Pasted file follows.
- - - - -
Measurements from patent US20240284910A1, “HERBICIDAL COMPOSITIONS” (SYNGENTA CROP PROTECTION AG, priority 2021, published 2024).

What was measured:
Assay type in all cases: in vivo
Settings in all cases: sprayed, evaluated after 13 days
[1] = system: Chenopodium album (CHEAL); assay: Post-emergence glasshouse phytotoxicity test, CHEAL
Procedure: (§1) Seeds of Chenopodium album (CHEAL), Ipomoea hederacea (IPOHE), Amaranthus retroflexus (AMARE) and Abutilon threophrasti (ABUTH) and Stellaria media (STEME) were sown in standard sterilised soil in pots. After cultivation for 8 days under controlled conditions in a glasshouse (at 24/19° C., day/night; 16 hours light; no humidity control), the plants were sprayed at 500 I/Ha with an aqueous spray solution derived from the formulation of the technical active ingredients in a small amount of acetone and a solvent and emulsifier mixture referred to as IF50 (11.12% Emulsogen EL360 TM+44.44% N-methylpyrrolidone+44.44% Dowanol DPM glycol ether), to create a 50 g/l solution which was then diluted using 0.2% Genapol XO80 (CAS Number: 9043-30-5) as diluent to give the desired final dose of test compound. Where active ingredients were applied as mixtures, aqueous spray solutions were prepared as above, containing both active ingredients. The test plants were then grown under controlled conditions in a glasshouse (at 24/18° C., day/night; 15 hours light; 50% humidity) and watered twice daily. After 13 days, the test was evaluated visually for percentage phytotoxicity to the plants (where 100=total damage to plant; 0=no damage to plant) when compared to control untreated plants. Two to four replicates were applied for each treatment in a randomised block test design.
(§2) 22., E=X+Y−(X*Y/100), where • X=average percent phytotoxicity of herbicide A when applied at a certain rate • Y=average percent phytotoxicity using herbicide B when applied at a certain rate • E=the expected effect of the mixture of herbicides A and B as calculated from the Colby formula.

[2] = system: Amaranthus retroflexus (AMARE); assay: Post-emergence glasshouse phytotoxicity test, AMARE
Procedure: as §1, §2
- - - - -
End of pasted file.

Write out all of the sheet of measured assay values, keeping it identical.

Measurements from patent US20240284910A1, “HERBICIDAL COMPOSITIONS” (SYNGENTA CROP PROTECTION AG, priority 2021, published 2024).

What was measured:
Assay type in all cases: in vivo
Settings in all cases: sprayed, evaluated after 13 days
[1] = system: Chenopodium album (CHEAL); assay: Post-emergence glasshouse phytotoxicity test, CHEAL
Procedure: (§1) Seeds of Chenopodium album (CHEAL), Ipomoea hederacea (IPOHE), Amaranthus retroflexus (AMARE) and Abutilon threophrasti (ABUTH) and Stellaria media (STEME) were sown in standard sterilised soil in pots. After cultivation for 8 days under controlled conditions in a glasshouse (at 24/19° C., day/night; 16 hours light; no humidity control), the plants were sprayed at 500 I/Ha with an aqueous spray solution derived from the formulation of the technical active ingredients in a small amount of acetone and a solvent and emulsifier mixture referred to as IF50 (11.12% Emulsogen EL360 TM+44.44% N-methylpyrrolidone+44.44% Dowanol DPM glycol ether), to create a 50 g/l solution which was then diluted using 0.2% Genapol XO80 (CAS Number: 9043-30-5) as diluent to give the desired final dose of test compound. Where active ingredients were applied as mixtures, aqueous spray solutions were prepared as above, containing both active ingredients. The test plants were then grown under controlled conditions in a glasshouse (at 24/18° C., day/night; 15 hours light; 50% humidity) and watered twice daily. After 13 days, the test was evaluated visually for percentage phytotoxicity to the plants (where 100=total damage to plant; 0=no damage to plant) when compared to control untreated plants. Two to four replicates were applied for each treatment in a randomised block test design.
(§2) 22., E=X+Y−(X*Y/100), where • X=average percent phytotoxicity of herbicide A when applied at a certain rate • Y=average percent phytotoxicity using herbicide B when applied at a certain rate • E=the expected effect of the mixture of herbicides A and B as calculated from the Colby formula.

[2] = system: Amaranthus retroflexus (AMARE); assay: Post-emergence glasshouse phytotoxicity test, AMARE
Procedure: as §1, §2